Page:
Malin Jonsson of Semillas de Vida (Seeds of Life), one of the plaintiffs in the court case, told me, “This is a first step toward eliminating glyphosate, withdrawing permits for GM maize cultivation and eliminating the consumption of GM maize. To end consumption we have to stop importing GM maize from the United States by increasing Mexico’s maize production.”
Mexico imports about 30% of its corn each year, overwhelmingly from the United States. Almost all of that is yellow corn for animal feed and industrial uses. López Obrador’s commitment to reducing and, by 2024, eliminating such imports reflects his administration’s plan to ramp up Mexican production as part of the campaign to increase self-sufficiency in corn and other key food crops – wheat, rice, beans, and dairy. Mexican farmers have long complained that since NAFTA was enacted in 1994 ultra-cheap U.S. corn has driven down prices for Mexican farmers. The proposed import restrictions would help López Obrador’s “Mexico First” agricultural policies while bringing needed development to rural areas.
Will Biden Administration block action?
Industry organizations on both sides of the border have complained bitterly about the proposed bans. “The import of genetically modified grain from the U.S. is essential for many products in the agrifood chain,” said Laura Tamayo, spokeswoman for Mexico’s National Farm Council (CNA), who is also a regional corporate director for Bayer. Bayer’s agrochemical unit Monsanto makes weedkiller Roundup and the GMO corn designed to be used with the pesticide.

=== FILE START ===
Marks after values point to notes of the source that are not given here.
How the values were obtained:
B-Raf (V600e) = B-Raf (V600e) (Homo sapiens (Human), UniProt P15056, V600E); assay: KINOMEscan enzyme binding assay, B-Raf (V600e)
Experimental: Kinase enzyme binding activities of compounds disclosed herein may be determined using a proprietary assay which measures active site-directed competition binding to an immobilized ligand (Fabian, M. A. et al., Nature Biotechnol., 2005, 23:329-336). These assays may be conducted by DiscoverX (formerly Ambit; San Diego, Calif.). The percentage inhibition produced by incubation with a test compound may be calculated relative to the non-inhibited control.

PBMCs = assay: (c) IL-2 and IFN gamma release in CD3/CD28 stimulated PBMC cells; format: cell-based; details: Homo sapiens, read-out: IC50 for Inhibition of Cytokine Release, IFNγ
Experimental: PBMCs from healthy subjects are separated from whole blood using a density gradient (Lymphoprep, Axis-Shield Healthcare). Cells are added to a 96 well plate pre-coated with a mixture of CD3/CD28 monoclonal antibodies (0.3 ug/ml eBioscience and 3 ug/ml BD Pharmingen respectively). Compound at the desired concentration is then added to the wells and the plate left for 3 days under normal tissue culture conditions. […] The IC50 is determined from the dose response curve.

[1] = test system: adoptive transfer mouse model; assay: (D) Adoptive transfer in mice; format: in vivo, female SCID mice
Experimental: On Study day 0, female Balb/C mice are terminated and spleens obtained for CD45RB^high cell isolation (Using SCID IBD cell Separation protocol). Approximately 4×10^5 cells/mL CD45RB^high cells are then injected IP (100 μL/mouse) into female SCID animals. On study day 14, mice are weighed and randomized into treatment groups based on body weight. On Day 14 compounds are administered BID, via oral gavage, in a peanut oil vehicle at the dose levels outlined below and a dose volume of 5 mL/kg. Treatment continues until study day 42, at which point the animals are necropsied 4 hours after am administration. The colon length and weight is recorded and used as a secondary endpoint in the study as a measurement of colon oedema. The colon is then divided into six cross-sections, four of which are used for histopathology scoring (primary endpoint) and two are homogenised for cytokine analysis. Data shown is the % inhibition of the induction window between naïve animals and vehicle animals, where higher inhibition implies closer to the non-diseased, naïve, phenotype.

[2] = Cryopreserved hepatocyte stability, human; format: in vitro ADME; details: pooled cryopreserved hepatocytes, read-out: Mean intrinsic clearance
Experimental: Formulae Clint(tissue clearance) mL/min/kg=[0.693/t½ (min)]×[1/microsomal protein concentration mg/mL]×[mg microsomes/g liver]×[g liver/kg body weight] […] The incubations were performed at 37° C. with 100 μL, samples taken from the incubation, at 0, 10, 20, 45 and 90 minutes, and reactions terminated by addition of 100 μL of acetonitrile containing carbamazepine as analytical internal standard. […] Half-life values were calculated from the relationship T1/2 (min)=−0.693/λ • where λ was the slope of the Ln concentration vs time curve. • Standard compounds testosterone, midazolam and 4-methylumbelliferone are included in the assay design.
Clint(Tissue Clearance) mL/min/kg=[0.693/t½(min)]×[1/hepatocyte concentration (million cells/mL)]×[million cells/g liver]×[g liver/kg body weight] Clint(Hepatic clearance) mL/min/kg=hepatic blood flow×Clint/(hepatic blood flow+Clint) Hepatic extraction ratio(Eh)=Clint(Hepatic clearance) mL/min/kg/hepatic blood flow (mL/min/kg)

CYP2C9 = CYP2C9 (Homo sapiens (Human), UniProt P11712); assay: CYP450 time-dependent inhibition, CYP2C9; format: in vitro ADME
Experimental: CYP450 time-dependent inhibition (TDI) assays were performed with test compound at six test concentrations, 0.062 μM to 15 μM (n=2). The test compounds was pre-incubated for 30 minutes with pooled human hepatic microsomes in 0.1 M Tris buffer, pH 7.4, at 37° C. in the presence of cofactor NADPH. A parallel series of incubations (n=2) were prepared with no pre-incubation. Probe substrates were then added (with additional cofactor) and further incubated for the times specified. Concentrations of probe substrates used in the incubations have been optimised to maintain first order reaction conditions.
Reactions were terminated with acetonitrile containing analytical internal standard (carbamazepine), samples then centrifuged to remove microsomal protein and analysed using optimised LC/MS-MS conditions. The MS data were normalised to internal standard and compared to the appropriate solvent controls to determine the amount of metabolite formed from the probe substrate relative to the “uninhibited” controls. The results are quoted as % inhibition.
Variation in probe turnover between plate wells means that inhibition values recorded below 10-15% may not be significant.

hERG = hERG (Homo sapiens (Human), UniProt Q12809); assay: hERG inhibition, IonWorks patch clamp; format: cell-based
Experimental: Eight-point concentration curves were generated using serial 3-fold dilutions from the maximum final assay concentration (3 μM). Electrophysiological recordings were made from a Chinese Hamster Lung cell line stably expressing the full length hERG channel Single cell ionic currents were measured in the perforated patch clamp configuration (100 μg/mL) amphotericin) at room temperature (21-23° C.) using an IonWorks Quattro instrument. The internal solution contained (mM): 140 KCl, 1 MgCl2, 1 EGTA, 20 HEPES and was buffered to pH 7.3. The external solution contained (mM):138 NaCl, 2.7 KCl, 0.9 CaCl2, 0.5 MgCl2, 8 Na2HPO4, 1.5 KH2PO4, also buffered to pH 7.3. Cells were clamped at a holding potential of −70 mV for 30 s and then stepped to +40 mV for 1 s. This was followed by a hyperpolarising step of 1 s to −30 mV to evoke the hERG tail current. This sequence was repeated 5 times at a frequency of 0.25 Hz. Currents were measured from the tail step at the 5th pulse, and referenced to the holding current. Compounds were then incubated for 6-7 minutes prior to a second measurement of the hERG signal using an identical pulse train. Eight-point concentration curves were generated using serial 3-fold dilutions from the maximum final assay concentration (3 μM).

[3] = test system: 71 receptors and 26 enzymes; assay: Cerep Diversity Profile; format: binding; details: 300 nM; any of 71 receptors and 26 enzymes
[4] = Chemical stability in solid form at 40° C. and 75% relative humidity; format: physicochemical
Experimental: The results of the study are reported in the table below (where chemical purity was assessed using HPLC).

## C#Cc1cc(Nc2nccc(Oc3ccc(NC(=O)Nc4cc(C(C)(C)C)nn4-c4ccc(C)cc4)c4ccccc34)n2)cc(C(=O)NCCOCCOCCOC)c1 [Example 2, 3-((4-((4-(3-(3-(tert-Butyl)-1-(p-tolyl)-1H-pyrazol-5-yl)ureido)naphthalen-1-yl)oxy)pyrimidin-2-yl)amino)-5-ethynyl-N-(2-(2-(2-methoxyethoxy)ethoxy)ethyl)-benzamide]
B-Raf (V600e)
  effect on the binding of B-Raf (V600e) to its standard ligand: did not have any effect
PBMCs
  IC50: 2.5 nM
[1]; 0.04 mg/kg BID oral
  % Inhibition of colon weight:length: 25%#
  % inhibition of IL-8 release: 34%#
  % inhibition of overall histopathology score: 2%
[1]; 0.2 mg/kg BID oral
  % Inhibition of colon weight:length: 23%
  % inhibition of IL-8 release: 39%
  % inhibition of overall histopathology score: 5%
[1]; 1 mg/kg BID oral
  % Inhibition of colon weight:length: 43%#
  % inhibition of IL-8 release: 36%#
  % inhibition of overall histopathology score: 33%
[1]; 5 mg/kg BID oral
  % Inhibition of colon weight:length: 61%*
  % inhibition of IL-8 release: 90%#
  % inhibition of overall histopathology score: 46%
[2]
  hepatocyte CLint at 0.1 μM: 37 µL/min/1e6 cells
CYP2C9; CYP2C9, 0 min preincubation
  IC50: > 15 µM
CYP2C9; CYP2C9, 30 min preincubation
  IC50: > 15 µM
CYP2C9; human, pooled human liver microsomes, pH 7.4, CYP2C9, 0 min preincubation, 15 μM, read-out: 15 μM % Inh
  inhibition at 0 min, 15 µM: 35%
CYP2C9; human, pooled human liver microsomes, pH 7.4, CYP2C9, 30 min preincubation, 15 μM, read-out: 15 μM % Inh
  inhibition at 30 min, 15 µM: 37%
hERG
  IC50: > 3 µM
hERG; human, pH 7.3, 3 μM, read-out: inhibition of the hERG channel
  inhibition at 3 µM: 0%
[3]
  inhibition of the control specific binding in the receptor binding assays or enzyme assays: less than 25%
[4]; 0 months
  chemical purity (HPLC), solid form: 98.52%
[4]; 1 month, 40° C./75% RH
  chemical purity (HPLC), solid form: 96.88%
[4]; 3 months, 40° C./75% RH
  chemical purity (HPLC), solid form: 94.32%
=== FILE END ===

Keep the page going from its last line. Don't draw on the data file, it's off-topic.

“This decree is completely divorced from reality,” said José Cacho, president of Mexico’s corn industry chamber CANAMI, the 25-company group that includes top corn millers like Gruma, cereal maker Kellogg, and commodity trader Cargill.
Juan Cortina, president of CNA, said his members might sue the government over the bans. “I think there will need to be legal challenges brought by all the people who use glyphosate and genetically-modified corn,” he told Reuters, adding that he also expects U.S. exporters to appeal to provisions of the USMCA trade pact to have the measures declared illegal.
Industry sources also warned that Mexico would never be able to meet its corn needs without U.S. exports and that U.S. farmers would be harmed by the presumed loss of the Mexican export market. Others quickly pointed out that Mexico was not banning U.S. exports, just GM corn exports. U.S. farmers are perfectly capable of producing non-GM corn at comparable prices, according to seed industry sources, so the ruling could encourage the development of a premium market in the United States for non-GMO corn, something U.S. consumers have been demanding for years.
Such pressures may present an early test for President Joe Biden and his nominee for U.S. Trade Representative, Katherine Tai, whose confirmation hearing is scheduled for February 25. Tai won high marks for helping get stricter labor and environmental provisions into the agreement that replaced NAFTA. Will she and the Biden administration respect Mexico’s sovereign right to enact policies designed to protect the Mexican public and the environment while promoting Mexican rural development?
Victor Suárez certainly hopes so. “Our rationale is based on the precautionary principle in the face of environmental risks as well as the right of the Mexican government to take action in favor of the public good, in important areas such as public health and the environment,” he told me.
“We are a sovereign nation with a democratic government,” he continued, “which came to power with the support of the majority of citizens, one that places compliance with our constitution and respect for human rights above all private interests.”